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SoundCloud wants to be the Twitter of music

SoundCloud wants to be the Twitter of music


With brands and artists as partners, this could be where you encounter music and radio's biggest stars

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Snoop Lion Soundcloud
Snoop Lion Soundcloud

There are two aspects to social media that are often confused. First is the social graph, the network of users and the topology of how they connect with each other. Second is the content that users, professional and amateur, create themselves to be shared. Every successful social network, from Facebook to Twitter and LinkedIn, has included both elements. Every half-hearted or mislabeled use of social has failed to execute on one part or the other. With its latest changes, SoundCloud is trying to expand its reach in both.

In music, the most high-profile social media failure probably belongs to Apple's Ping, introduced in 2010 (shuttered in 2012) as an add-on to iTunes. "iTunes Ping was a music shop and slapped on social. It doesn't work that way," SoundCloud CEO Alex Ljung tells The Verge. "The whole point [of engaging with social media] is to get close to that person, and that has to be built in from the start."

Connecting artists with artists, artists with fans, fans with fans

SoundCloud began and has thrived as a platform to host, embed, and annotate any kind of audio, not just music. But it's also quickly become a place where artists and fans connect with one another — artists with fans, artists with artists, and fans with fans. In a short movie, rapper Snoop Lion describes how he met Polish pop singer Iza Lach on SoundCloud, eventually signing her to his label.

Snoop is one of SoundCloud's new Pro Partners, a program that hopes to capitalize on and expand that side of the company's business. Pro Partners gives artists and brands Facebook-like banners on their sites and allows them to upload "Moving Sound" slideshows that blend texts with images. Other partners participating in the pilot program include Red Bull, The Guardian, Chris Hardwick's Nerdcast, the producers of the Grammys, and Blue Bottle Coffee.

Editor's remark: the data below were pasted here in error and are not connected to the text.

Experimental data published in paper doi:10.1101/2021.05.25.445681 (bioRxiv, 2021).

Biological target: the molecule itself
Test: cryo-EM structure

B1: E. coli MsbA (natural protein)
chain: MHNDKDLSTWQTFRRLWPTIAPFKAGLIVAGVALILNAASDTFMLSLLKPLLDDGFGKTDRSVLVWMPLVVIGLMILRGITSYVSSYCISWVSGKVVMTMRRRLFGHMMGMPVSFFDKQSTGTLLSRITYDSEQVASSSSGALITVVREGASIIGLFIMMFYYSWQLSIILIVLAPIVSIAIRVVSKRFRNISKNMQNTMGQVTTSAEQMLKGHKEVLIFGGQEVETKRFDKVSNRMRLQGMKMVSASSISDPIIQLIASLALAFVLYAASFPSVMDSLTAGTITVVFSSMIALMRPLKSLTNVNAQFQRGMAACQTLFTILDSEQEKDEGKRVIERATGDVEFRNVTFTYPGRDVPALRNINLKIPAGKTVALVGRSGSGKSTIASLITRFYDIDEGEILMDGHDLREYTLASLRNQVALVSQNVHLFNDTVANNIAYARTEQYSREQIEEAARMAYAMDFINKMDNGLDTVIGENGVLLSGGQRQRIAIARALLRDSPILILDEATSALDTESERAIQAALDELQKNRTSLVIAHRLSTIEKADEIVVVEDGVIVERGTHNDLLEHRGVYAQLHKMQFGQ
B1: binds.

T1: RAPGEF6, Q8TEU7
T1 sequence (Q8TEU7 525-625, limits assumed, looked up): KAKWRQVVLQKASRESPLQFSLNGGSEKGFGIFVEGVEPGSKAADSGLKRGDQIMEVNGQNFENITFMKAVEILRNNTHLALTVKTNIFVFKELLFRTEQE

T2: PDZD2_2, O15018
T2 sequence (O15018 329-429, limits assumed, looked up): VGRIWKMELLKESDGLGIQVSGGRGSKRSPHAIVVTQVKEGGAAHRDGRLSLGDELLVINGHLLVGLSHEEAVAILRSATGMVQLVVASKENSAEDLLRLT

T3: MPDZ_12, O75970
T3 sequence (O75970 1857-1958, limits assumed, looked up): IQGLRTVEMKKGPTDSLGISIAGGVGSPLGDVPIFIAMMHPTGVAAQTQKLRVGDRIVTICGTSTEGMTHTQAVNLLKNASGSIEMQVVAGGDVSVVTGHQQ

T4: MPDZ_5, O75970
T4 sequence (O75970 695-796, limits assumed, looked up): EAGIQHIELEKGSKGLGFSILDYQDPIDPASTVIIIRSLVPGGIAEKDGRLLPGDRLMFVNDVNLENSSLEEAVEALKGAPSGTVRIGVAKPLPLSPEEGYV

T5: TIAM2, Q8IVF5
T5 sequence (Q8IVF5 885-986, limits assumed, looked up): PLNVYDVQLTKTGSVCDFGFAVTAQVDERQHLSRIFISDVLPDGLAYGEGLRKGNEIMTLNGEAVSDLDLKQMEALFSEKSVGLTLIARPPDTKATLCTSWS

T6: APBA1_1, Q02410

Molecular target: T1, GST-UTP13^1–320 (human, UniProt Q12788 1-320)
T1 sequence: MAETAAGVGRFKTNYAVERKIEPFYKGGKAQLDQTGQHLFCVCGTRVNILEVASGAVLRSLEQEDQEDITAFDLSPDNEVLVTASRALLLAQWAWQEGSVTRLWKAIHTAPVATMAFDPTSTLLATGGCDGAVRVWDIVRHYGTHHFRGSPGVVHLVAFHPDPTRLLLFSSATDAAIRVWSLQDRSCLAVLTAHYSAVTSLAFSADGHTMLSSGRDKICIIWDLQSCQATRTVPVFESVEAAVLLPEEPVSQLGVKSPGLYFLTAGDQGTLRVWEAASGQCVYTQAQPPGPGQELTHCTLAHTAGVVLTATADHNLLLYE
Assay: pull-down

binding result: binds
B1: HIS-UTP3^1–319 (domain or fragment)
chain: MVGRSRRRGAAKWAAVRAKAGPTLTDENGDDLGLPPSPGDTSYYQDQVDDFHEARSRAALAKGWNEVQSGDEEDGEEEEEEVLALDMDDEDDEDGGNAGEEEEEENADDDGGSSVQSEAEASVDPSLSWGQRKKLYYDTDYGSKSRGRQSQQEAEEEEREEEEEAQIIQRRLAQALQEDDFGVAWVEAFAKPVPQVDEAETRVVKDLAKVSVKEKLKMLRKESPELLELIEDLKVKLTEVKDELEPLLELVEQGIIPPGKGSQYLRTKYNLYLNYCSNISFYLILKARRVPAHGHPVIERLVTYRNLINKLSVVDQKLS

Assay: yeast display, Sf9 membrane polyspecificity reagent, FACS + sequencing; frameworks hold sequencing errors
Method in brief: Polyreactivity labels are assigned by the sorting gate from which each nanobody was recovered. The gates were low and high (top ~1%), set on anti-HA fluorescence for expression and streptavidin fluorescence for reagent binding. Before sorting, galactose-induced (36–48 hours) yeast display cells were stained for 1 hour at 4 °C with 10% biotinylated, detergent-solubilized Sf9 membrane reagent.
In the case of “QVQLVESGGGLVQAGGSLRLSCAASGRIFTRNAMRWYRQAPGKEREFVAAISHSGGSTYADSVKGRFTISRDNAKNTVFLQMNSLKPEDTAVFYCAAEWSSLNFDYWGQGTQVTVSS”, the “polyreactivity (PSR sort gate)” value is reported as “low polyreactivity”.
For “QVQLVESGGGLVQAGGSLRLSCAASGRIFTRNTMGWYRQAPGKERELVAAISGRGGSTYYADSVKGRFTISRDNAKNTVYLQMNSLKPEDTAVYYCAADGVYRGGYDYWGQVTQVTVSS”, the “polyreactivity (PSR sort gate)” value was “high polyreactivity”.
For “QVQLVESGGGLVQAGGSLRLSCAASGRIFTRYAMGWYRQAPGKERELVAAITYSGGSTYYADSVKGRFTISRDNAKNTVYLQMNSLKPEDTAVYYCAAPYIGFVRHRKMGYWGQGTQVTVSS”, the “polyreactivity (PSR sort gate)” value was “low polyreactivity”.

The range of partners reflects the range of audio hosted on SoundCloud, says Ljung. "We probably have the widest range of sound creators in the world," he says.

Businesses who make money from the platform pay to be there

SoundCloud is also streamlining its paid options, offering Pro and Pro Unlimited accounts to replace its current Lite, Solo, Pro, and Pro Plus options. Pro and Pro Unlimited accounts will respectively cost €3 and €9 per month (or about $4 and $12). The company is also launching a new people finder algorithm to help users find artists and each other.

The businesses who make money from the platform pay to be there; the fans who spend money through the platform get in free. Other than that, it's fairly symmetrical.

"We want to make sure it stays personal, like you're connecting with the creator," says Ljung. "They're real people, and there's real action happening there. It doesn't become a dead place. It's a bit more alive, like we're used to with Twitter."

It's an evolution of audio's most vital self-service creation and discovery platform, music's best analogue to Twitter, YouTube, and Kindle Direct Publishing. It's not just finding or sharing songs or podcasts or spoken-word readings your friends may be listening to — it's finding and sharing the people who make those recordings, too.

Ellis Hamburger contributed to this report.